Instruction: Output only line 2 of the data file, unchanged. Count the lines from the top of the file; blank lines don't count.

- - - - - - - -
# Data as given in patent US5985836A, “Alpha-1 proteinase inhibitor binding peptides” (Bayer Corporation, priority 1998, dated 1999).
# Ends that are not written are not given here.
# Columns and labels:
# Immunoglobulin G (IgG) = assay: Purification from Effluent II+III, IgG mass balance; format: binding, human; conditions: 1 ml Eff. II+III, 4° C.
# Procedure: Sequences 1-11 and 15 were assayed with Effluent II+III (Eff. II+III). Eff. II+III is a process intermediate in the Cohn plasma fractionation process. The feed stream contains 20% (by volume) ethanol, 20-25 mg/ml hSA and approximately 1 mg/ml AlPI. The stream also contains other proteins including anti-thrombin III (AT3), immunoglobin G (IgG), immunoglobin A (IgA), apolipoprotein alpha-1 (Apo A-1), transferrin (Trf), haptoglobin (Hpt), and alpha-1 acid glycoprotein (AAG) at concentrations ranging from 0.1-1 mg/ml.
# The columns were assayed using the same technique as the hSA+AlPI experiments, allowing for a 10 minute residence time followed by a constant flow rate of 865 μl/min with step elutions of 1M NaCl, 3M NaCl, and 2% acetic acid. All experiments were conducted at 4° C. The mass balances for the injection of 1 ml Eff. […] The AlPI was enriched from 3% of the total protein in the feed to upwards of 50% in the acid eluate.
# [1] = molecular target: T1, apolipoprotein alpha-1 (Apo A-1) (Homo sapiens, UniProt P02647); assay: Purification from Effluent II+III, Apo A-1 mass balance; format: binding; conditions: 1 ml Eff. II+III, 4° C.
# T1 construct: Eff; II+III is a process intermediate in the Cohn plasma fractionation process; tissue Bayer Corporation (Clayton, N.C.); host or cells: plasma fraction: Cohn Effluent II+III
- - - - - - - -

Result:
# Ends that are not written are not given here.